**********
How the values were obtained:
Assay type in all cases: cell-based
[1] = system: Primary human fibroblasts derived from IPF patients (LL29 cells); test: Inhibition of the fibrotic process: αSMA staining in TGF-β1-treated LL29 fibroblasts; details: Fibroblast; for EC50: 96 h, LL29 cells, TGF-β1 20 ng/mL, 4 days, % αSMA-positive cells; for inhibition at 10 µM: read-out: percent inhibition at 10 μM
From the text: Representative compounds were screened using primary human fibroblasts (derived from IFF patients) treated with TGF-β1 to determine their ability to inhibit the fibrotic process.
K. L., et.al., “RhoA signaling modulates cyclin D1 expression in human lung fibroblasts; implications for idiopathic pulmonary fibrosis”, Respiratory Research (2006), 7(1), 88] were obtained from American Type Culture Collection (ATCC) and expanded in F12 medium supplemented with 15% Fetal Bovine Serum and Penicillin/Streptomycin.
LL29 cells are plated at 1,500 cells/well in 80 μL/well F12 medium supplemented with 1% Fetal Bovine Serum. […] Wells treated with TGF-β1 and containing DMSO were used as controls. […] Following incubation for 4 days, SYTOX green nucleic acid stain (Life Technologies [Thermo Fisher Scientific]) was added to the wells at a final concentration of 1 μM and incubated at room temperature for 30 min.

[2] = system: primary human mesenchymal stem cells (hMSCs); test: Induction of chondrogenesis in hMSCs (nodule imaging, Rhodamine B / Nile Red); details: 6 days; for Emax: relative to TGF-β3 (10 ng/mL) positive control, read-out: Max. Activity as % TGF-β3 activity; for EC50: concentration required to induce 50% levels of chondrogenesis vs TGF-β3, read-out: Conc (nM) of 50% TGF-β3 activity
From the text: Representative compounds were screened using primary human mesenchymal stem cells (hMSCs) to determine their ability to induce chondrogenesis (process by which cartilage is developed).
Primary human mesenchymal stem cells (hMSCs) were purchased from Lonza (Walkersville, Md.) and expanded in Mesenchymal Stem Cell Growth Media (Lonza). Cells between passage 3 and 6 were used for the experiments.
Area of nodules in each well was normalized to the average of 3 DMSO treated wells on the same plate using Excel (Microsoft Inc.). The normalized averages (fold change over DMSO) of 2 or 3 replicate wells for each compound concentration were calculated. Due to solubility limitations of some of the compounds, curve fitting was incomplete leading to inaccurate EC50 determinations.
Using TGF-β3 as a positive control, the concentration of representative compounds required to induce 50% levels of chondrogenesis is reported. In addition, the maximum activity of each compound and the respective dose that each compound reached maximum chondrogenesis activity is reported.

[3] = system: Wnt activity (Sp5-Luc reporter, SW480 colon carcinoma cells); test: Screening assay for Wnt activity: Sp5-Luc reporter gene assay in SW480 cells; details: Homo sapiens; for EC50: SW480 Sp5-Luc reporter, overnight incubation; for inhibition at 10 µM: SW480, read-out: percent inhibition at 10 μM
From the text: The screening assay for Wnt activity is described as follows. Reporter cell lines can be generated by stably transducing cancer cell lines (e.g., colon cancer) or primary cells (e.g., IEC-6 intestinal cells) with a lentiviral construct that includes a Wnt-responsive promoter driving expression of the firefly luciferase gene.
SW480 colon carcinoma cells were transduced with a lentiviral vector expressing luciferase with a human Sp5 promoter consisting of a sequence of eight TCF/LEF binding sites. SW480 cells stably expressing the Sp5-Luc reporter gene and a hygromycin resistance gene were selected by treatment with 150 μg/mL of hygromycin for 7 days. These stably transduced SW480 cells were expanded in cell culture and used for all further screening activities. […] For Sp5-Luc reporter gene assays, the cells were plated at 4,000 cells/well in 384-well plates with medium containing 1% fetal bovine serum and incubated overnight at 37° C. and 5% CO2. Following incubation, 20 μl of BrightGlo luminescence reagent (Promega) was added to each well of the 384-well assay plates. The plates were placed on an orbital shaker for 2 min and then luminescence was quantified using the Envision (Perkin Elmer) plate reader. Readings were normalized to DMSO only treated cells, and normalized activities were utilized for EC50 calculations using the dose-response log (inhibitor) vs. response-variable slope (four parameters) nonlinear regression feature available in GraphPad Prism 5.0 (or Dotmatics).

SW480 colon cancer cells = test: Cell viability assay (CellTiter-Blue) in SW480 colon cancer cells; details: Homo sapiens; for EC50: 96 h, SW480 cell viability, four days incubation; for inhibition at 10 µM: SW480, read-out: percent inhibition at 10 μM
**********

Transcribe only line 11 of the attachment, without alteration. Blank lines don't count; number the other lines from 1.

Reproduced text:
Using TGF-β3 as a positive control, the concentration of representative compounds required to induce 50% levels of chondrogenesis is reported. In addition, the maximum activity of each compound and the respective dose that each compound reached maximum chondrogenesis activity is reported.